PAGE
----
The crowd gathered as always. This young man’s voice would draw in a healthy gathering, some more generous than others. I’d always stand back and watch from a safe distance, mesmerized. Of course, I always blamed it on my baby brother. Only his influence would make me give two shits about a homeless man singing and playing a broken violin.
And it wasn’t lost on me that I came to watch him every day I had the afternoon off, because this guy was always at the same street corner at the same time of day. Dressed in the same nasty clothes as the day before, with a busted up bucket sitting a few inches away from his thigh for tips, hoping for enough to buy himself at least one measly meal for the day.
My heart ached every time I stopped by. I never saw his face. This guy never looked at the crowds, almost as if he played for no one other than himself, as if the tip bucket was just a decoration and unimportant. His matted hair covered what little his hat might have exposed. It always amazed me that he could play that broken instrument and sing so clearly through all of that mess.
But it was beautiful.
The heart and soul coming from that downtrodden human on a hot summer day in the middle of the city’s center with crowds pressed in on him from every angle to try and see if proximity makes his angel voice resonate just a little deeper, to see if that violin sounds just a little less beautifully broken was stunning in a way I had never before experienced. It called to me, and I couldn’t say why.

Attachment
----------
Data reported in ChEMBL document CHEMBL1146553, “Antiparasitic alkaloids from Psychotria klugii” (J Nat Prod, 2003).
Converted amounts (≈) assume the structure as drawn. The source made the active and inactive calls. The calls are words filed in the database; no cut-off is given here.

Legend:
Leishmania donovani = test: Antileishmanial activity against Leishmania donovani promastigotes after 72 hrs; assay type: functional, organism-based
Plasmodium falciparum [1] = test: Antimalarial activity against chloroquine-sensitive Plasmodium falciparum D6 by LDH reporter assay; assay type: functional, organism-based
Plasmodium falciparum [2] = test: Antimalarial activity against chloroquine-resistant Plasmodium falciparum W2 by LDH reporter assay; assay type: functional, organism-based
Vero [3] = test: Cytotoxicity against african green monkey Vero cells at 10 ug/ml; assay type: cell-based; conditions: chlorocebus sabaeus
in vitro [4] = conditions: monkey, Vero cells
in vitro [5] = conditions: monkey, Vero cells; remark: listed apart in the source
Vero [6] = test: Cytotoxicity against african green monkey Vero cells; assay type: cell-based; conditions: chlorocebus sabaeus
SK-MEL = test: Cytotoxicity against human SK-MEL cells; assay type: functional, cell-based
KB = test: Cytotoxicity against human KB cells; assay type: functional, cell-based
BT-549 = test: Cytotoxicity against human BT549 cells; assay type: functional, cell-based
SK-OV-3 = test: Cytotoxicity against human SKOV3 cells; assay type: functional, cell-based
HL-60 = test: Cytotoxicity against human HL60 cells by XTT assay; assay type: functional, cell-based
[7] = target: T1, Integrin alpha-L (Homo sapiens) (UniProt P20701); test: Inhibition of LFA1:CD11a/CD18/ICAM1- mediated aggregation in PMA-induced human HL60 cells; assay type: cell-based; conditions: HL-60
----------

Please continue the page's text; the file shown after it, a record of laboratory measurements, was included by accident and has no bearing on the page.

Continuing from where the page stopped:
As a the co-owner of the most prestigious armed security company in the country, I had seen thousands of singers, performers. None of them touched me the way this man did. Not a one made the backs of my eyes sting with unshed tears or made the small hairs rise all over my body through every song. Not a one of them made my soul hurt.
I closed my eyes to let his voice and the vibrations of those strings wash over me.
And then they went silent.
The silence echoed for only a few seconds before murmurs and cries started to rise. I pushed through the crowds like a man possessed, shoving bodies out of my way with the efficiency of a trained bodyguard clearing the way for the world’s “elite”.
When I got to him, my blood froze. With the tangles of hair everywhere and the way the man fell, he looked dead. I couldn’t see his chest moving, but I shoved all that hair away and felt around his grimy, chilled neck for a pulse to find it weak and quick. His breath came in short, rapid pants.
I looked around, and didn’t see a drop of water for him in sight and groaned. “Fuck.”
Without thinking, I pulled out my phone. The crowd no longer mattered. With the ringing phone tucked between my ear and shoulder, I gathered up the man’s broken violin and straightened him out as comfortably as possible in the cramped space, screaming at people to back up to let the man breathe.
“Giordano Armed Security Services. This is Giancarlo.”
“Giancarlo, it’s Umberto. I need a car at the corner of Main and Foxhedge. Send an ambulance, too.”
“You alright, bro?”
“I am, but I have a man suffering what I think is heat exhaustion, or at least dehydration. Hurry up.”